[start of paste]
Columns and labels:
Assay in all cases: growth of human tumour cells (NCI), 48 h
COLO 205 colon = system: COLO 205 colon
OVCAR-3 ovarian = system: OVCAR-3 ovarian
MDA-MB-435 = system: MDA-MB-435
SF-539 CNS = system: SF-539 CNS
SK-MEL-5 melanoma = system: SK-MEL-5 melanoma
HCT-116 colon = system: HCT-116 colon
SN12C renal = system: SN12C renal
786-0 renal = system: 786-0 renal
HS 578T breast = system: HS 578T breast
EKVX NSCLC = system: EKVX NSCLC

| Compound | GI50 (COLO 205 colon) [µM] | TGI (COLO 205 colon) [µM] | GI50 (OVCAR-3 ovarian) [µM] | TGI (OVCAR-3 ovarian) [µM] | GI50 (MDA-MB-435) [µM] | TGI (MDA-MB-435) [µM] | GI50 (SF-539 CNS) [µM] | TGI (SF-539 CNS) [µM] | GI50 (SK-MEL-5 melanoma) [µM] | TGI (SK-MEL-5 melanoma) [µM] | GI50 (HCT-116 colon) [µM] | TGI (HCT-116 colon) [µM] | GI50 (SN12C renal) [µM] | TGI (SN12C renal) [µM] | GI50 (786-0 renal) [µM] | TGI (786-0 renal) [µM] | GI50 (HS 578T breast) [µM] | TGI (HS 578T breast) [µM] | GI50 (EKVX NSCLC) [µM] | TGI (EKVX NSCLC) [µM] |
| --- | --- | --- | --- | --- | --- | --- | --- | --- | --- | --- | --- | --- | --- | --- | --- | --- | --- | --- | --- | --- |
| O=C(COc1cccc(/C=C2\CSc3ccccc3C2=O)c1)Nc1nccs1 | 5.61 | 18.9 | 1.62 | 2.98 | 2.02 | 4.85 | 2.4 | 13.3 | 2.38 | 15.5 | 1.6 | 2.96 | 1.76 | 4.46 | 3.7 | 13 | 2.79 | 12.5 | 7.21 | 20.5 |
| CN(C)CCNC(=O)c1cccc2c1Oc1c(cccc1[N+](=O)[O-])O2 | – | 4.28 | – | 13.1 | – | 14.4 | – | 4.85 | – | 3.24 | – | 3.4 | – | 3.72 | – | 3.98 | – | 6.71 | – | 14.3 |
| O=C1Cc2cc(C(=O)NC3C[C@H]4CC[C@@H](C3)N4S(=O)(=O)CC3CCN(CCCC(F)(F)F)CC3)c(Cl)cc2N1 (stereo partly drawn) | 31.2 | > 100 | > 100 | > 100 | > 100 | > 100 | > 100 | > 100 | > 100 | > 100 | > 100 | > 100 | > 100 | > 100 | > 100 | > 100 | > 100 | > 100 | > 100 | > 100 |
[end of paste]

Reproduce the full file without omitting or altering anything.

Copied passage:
Columns and labels:
Assay in all cases: growth of human tumour cells (NCI), 48 h
COLO 205 colon = system: COLO 205 colon
OVCAR-3 ovarian = system: OVCAR-3 ovarian
MDA-MB-435 = system: MDA-MB-435
SF-539 CNS = system: SF-539 CNS
SK-MEL-5 melanoma = system: SK-MEL-5 melanoma
HCT-116 colon = system: HCT-116 colon
SN12C renal = system: SN12C renal
786-0 renal = system: 786-0 renal
HS 578T breast = system: HS 578T breast
EKVX NSCLC = system: EKVX NSCLC

| Compound | GI50 (COLO 205 colon) [µM] | TGI (COLO 205 colon) [µM] | GI50 (OVCAR-3 ovarian) [µM] | TGI (OVCAR-3 ovarian) [µM] | GI50 (MDA-MB-435) [µM] | TGI (MDA-MB-435) [µM] | GI50 (SF-539 CNS) [µM] | TGI (SF-539 CNS) [µM] | GI50 (SK-MEL-5 melanoma) [µM] | TGI (SK-MEL-5 melanoma) [µM] | GI50 (HCT-116 colon) [µM] | TGI (HCT-116 colon) [µM] | GI50 (SN12C renal) [µM] | TGI (SN12C renal) [µM] | GI50 (786-0 renal) [µM] | TGI (786-0 renal) [µM] | GI50 (HS 578T breast) [µM] | TGI (HS 578T breast) [µM] | GI50 (EKVX NSCLC) [µM] | TGI (EKVX NSCLC) [µM] |
| --- | --- | --- | --- | --- | --- | --- | --- | --- | --- | --- | --- | --- | --- | --- | --- | --- | --- | --- | --- | --- |
| O=C(COc1cccc(/C=C2\CSc3ccccc3C2=O)c1)Nc1nccs1 | 5.61 | 18.9 | 1.62 | 2.98 | 2.02 | 4.85 | 2.4 | 13.3 | 2.38 | 15.5 | 1.6 | 2.96 | 1.76 | 4.46 | 3.7 | 13 | 2.79 | 12.5 | 7.21 | 20.5 |
| CN(C)CCNC(=O)c1cccc2c1Oc1c(cccc1[N+](=O)[O-])O2 | – | 4.28 | – | 13.1 | – | 14.4 | – | 4.85 | – | 3.24 | – | 3.4 | – | 3.72 | – | 3.98 | – | 6.71 | – | 14.3 |
| O=C1Cc2cc(C(=O)NC3C[C@H]4CC[C@@H](C3)N4S(=O)(=O)CC3CCN(CCCC(F)(F)F)CC3)c(Cl)cc2N1 (stereo partly drawn) | 31.2 | > 100 | > 100 | > 100 | > 100 | > 100 | > 100 | > 100 | > 100 | > 100 | > 100 | > 100 | > 100 | > 100 | > 100 | > 100 | > 100 | > 100 | > 100 | > 100 |